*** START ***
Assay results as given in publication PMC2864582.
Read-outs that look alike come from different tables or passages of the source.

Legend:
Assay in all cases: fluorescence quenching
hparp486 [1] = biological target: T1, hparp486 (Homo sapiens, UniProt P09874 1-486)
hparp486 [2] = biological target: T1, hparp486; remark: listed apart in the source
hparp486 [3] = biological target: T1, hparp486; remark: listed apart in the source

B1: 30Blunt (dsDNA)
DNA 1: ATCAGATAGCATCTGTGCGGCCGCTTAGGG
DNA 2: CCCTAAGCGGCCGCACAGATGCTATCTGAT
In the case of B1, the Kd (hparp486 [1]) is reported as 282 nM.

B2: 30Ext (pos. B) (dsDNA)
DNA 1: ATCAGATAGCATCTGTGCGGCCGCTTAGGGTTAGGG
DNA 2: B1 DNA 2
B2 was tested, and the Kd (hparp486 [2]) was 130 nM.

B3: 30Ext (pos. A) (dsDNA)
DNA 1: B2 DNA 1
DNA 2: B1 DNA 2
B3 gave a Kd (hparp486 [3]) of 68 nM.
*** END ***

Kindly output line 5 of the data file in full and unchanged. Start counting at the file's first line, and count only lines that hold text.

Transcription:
hparp486 [1] = biological target: T1, hparp486 (Homo sapiens, UniProt P09874 1-486)